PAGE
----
Hellenism in Ancient India

By Gauranga Nath Banerjee | Go to book overview

CHAPTER IX
LITERATURE

The supposed Indian origin of the Greek Romances--Resemblance between the Greek and Indian Epics--the Iliad and the Ramayana.--The Great Epic, the Mahabharata--its time of composition--The Yavanas in India--The age of the Ramayana.

NOTWITHSTANDING the wonderfully unbroken continuity of Hindu writings, the spirit of classical Sanskrit literature differs greatly from that of the Vedic. The chief distinction between the two periods is that the Veda is essentially a religious collection, whereas classical Sanskrit is with rare exceptions such as the Bhagvad-Gita profane. In the Veda, lyric poetry as well as legendary and expository prose mainly deal with prayer and sacrifice; in classical literature, epic, lyric, didactic, and dramatic forms are all used for the purposes of literary delectation and æsthetic or moral instruction. In classical Sanskrit moreover with the exceptions of the grand compilations of the Mahābhārata and the Purānas, the authors are generally definite persons, more or less well-known, whereas the Vedic writings go back to families of poets or schools of religious learning, the individual authors being almost invariably submerged.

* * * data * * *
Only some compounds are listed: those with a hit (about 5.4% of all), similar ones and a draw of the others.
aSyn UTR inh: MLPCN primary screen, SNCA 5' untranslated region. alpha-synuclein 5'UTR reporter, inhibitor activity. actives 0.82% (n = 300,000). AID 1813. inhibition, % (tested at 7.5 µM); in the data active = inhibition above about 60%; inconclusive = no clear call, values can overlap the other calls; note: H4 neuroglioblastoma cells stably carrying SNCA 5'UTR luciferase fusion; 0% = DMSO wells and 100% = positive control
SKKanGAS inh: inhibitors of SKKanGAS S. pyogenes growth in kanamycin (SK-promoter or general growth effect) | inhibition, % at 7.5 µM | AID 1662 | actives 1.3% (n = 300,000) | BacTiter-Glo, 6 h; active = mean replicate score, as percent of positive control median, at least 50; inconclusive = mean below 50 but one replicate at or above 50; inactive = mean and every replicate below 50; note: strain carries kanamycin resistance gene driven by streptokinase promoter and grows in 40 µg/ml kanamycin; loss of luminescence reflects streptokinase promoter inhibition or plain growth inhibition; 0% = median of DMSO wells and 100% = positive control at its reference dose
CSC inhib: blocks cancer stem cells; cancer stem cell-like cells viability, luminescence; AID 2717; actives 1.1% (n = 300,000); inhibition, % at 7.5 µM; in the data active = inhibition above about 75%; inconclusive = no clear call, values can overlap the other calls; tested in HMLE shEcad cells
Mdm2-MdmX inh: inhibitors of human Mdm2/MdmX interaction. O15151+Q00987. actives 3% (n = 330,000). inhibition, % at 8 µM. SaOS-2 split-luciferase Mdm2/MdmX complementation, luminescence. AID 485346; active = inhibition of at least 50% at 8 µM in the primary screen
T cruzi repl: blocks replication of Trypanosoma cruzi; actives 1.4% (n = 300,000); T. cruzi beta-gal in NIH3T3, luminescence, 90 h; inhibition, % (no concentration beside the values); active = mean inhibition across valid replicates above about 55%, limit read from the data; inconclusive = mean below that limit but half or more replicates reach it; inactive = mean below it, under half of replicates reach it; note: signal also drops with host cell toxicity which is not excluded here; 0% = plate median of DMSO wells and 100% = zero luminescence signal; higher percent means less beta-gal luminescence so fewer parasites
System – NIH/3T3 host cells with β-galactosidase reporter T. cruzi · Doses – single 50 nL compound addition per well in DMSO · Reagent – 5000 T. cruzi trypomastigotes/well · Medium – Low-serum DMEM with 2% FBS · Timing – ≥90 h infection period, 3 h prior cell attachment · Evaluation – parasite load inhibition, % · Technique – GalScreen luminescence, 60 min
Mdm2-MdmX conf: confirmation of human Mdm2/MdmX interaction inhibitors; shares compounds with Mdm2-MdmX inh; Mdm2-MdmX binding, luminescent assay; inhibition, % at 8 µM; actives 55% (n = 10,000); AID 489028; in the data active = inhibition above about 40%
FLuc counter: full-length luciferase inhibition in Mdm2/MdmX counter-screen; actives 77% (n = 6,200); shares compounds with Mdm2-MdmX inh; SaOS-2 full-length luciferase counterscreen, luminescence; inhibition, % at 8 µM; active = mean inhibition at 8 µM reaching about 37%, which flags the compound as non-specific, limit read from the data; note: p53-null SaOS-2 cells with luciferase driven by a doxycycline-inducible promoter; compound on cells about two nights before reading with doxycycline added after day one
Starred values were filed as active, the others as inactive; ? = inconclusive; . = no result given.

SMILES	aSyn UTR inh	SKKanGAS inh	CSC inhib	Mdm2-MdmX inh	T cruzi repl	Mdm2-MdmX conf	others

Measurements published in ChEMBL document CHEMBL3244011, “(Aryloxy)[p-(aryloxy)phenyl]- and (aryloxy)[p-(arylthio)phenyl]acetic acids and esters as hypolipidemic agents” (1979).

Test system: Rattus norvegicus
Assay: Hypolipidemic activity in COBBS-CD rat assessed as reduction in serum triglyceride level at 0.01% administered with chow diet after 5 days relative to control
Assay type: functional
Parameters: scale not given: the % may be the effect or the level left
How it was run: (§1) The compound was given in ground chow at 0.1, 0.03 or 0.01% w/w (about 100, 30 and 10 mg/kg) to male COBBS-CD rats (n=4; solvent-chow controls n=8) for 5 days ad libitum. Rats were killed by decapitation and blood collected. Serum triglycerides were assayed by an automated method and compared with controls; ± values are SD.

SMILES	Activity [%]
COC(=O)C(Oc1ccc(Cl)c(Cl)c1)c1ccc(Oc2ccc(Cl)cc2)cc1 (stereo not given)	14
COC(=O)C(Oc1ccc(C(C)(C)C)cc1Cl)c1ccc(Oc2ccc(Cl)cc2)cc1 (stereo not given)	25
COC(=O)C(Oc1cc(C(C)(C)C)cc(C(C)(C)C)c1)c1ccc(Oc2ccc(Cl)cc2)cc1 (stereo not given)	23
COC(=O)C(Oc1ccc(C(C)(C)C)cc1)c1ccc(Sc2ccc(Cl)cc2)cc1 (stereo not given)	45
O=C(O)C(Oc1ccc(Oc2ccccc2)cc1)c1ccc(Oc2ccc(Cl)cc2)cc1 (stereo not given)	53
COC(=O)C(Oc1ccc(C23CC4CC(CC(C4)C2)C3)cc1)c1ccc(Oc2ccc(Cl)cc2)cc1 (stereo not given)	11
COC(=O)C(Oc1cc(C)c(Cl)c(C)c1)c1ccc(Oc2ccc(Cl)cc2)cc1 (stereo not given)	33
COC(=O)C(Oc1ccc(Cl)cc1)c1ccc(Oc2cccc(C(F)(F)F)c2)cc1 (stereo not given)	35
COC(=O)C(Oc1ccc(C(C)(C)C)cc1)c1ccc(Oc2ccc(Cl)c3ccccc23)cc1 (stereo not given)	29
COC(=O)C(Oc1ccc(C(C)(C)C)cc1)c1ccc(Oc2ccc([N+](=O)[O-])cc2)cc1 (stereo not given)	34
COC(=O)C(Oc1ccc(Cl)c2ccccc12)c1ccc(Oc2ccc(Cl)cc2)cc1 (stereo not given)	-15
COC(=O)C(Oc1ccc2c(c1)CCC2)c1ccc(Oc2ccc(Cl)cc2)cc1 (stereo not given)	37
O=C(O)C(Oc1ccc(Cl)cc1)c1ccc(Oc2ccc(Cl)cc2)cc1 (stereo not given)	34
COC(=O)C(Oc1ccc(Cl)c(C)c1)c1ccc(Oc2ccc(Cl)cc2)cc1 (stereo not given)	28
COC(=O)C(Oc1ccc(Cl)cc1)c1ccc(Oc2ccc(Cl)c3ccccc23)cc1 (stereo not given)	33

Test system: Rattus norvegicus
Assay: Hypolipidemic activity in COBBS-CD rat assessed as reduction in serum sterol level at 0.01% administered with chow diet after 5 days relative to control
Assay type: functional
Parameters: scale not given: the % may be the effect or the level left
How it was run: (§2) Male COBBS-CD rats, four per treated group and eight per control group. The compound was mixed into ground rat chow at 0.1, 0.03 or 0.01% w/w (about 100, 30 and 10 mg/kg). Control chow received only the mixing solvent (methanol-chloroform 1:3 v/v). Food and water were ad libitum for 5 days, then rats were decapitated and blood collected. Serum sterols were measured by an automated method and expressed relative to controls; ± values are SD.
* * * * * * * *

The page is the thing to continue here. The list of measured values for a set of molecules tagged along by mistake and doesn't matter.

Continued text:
Now, every form of artistic literature, whether epic, dramatic or confessedly lyric, has a strong lyric cast. At the bottom, these three kinds, in the Hindu poets' hands, are but thematically differentiated forms of the same poetic endowment. Ornate figures of speech, luxuriant richness of colouring, introduced into literary composition from the gorgeous climate, flora and fauna of India, subtle detail-painting of every sensation and emotion -- these are the common characteristics of classical Sanskrit literature. But even in erotic lyrics the Hindu's deep-seated bias for speculation and reflection

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